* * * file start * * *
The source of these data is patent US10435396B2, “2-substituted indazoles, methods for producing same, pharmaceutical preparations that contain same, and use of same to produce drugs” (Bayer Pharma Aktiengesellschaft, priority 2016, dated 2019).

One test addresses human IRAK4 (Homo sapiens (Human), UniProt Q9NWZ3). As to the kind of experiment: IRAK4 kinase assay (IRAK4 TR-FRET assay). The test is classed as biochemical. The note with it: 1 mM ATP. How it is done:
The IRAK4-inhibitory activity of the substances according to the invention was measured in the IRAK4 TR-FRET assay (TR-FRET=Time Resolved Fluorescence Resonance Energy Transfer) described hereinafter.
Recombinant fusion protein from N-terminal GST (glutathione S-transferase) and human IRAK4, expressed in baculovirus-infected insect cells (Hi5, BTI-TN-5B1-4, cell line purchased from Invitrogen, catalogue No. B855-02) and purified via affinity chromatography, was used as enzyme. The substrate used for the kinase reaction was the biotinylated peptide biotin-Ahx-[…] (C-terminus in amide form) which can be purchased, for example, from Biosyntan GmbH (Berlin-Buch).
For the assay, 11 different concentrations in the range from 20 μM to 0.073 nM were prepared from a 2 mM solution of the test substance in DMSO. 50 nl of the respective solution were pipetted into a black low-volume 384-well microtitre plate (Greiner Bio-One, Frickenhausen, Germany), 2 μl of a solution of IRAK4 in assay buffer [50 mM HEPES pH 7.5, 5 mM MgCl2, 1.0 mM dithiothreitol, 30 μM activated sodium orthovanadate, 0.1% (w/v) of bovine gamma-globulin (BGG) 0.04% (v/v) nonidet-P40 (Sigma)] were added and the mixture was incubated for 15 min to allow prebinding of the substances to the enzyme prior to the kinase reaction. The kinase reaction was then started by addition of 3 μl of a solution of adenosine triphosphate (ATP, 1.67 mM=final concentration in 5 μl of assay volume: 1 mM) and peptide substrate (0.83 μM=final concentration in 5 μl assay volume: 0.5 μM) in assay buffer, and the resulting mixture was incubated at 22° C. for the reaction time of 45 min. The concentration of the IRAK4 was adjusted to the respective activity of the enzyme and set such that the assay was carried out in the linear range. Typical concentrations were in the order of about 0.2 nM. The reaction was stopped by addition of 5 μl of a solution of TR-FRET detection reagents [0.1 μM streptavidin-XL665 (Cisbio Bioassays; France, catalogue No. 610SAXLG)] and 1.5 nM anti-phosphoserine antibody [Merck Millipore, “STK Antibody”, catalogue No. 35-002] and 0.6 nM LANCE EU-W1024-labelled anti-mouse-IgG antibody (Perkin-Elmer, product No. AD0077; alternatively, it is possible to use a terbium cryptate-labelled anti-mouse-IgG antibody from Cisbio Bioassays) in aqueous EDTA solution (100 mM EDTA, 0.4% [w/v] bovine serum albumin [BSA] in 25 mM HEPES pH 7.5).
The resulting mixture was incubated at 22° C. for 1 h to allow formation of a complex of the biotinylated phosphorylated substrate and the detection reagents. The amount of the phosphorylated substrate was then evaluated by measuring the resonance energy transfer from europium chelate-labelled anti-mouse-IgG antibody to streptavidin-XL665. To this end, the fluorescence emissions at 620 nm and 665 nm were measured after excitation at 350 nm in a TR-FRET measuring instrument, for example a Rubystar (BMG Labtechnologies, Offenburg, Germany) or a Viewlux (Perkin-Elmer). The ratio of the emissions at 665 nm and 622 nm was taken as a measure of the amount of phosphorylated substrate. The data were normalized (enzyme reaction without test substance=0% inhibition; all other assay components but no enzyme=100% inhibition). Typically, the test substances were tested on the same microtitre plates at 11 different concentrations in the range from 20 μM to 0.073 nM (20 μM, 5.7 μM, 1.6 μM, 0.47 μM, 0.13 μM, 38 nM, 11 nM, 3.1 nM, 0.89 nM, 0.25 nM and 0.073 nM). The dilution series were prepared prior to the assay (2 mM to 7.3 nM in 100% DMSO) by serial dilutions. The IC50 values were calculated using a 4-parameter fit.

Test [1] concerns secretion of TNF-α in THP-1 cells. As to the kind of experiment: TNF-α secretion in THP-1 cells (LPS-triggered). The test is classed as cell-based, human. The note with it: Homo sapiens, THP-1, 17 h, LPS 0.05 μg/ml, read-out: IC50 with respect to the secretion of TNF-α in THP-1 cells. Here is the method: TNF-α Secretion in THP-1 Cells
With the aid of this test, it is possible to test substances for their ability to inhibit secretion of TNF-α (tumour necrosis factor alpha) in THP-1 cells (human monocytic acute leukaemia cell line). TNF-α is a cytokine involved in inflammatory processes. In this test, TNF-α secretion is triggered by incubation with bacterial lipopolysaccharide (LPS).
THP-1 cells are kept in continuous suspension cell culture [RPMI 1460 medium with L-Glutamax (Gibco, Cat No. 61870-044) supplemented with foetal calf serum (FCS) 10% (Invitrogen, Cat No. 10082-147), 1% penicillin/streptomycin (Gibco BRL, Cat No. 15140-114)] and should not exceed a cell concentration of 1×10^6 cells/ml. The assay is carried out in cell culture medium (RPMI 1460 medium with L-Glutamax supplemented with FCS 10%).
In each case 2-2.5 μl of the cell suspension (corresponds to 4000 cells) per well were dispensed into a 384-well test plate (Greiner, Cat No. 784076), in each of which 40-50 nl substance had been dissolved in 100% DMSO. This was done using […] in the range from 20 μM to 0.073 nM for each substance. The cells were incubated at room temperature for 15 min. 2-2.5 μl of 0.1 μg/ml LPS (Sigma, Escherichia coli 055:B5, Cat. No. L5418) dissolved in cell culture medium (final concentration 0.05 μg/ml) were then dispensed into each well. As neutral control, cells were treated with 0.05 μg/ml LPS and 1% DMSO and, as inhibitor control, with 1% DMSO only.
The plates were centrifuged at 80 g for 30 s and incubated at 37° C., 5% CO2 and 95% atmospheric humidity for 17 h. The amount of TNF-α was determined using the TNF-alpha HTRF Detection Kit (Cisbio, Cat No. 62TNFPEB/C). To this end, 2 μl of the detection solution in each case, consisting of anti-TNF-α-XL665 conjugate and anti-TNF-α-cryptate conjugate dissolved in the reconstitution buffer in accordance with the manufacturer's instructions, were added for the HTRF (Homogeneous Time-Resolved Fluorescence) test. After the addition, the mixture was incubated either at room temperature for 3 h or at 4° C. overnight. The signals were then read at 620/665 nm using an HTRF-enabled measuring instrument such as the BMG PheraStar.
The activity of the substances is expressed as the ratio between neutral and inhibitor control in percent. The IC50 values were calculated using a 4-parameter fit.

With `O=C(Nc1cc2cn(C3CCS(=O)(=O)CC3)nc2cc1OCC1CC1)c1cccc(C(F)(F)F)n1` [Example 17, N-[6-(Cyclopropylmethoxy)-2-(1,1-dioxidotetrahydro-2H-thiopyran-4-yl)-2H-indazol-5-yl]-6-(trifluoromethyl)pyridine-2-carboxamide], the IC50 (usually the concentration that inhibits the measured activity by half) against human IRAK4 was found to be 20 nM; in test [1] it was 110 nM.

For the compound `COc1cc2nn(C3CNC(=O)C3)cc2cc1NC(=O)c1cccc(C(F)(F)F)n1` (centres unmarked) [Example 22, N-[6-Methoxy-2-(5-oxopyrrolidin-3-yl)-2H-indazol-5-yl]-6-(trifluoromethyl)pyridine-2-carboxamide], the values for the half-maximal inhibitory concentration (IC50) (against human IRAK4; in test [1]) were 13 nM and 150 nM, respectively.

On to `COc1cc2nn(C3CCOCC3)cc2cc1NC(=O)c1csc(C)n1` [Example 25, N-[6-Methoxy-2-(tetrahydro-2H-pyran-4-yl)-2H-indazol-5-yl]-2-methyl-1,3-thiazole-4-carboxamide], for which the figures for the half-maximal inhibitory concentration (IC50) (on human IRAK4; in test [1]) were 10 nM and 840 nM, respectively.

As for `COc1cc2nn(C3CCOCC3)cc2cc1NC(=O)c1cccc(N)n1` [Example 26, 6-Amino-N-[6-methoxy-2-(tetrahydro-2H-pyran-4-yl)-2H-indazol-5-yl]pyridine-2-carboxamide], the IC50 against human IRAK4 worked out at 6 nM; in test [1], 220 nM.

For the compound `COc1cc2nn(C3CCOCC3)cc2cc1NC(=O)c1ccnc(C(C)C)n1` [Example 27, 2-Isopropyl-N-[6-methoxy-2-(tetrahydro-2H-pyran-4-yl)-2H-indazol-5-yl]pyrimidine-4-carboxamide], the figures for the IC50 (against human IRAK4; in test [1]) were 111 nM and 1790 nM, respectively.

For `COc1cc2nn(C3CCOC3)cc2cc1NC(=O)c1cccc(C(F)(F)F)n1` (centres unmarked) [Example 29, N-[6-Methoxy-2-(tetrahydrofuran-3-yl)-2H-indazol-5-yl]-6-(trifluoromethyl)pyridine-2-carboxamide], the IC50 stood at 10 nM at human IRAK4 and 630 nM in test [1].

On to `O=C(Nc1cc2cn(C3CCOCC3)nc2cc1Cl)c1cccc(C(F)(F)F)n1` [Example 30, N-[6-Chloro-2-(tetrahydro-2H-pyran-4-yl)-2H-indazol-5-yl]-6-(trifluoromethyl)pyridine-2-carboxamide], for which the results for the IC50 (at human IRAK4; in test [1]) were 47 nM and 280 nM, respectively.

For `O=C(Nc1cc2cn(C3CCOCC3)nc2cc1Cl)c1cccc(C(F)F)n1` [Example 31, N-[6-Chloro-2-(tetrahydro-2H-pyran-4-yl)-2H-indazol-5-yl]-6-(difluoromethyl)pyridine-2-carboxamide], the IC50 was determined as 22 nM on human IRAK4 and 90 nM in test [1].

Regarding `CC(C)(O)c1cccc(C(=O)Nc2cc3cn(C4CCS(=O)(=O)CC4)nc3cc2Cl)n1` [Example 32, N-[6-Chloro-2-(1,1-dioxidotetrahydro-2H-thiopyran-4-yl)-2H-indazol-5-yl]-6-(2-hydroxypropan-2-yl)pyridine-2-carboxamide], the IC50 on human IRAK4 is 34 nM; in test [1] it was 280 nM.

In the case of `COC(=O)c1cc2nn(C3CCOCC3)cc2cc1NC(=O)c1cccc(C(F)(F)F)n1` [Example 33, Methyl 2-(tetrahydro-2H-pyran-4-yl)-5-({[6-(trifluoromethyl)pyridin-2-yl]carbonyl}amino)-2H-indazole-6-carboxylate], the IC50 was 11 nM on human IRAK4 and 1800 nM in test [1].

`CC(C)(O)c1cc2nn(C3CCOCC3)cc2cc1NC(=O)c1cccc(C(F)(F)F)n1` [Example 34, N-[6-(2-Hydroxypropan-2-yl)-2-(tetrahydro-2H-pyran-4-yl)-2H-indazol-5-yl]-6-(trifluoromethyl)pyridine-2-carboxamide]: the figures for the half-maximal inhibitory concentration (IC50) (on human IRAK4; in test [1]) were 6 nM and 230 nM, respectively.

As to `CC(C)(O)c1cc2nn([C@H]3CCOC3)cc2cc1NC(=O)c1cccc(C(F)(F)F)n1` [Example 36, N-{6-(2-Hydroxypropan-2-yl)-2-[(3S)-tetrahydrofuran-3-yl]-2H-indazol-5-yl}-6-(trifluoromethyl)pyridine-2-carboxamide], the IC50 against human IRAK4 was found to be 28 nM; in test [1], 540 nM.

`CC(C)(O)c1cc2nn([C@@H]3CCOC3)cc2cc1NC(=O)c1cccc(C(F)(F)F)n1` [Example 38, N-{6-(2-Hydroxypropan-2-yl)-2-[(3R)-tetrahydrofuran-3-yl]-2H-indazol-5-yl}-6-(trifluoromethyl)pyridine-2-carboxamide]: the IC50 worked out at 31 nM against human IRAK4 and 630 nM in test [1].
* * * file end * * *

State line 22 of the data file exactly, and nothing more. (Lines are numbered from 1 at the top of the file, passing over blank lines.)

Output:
In the case of `COC(=O)c1cc2nn(C3CCOCC3)cc2cc1NC(=O)c1cccc(C(F)(F)F)n1` [Example 33, Methyl 2-(tetrahydro-2H-pyran-4-yl)-5-({[6-(trifluoromethyl)pyridin-2-yl]carbonyl}amino)-2H-indazole-6-carboxylate], the IC50 was 11 nM on human IRAK4 and 1800 nM in test [1].